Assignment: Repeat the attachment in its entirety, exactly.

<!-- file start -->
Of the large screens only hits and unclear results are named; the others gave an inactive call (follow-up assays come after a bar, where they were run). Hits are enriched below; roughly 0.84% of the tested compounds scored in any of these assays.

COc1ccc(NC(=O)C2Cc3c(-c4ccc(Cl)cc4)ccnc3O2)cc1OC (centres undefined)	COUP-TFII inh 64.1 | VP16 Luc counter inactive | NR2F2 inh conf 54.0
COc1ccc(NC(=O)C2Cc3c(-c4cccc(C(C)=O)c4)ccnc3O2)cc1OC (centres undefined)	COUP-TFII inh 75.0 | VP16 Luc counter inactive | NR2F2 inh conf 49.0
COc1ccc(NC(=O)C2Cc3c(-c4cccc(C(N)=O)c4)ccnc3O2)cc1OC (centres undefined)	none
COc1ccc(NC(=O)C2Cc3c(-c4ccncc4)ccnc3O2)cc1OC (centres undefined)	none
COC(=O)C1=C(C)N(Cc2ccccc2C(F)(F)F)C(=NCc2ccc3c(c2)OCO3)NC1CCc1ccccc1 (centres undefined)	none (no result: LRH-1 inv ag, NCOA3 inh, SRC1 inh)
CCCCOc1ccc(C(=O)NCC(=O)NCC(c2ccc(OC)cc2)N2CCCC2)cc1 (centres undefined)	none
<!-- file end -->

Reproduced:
Of the large screens only hits and unclear results are named; the others gave an inactive call (follow-up assays come after a bar, where they were run). Hits are enriched below; roughly 0.84% of the tested compounds scored in any of these assays.

COc1ccc(NC(=O)C2Cc3c(-c4ccc(Cl)cc4)ccnc3O2)cc1OC (centres undefined)	COUP-TFII inh 64.1 | VP16 Luc counter inactive | NR2F2 inh conf 54.0
COc1ccc(NC(=O)C2Cc3c(-c4cccc(C(C)=O)c4)ccnc3O2)cc1OC (centres undefined)	COUP-TFII inh 75.0 | VP16 Luc counter inactive | NR2F2 inh conf 49.0
COc1ccc(NC(=O)C2Cc3c(-c4cccc(C(N)=O)c4)ccnc3O2)cc1OC (centres undefined)	none
COc1ccc(NC(=O)C2Cc3c(-c4ccncc4)ccnc3O2)cc1OC (centres undefined)	none
COC(=O)C1=C(C)N(Cc2ccccc2C(F)(F)F)C(=NCc2ccc3c(c2)OCO3)NC1CCc1ccccc1 (centres undefined)	none (no result: LRH-1 inv ag, NCOA3 inh, SRC1 inh)
CCCCOc1ccc(C(=O)NCC(=O)NCC(c2ccc(OC)cc2)N2CCCC2)cc1 (centres undefined)	none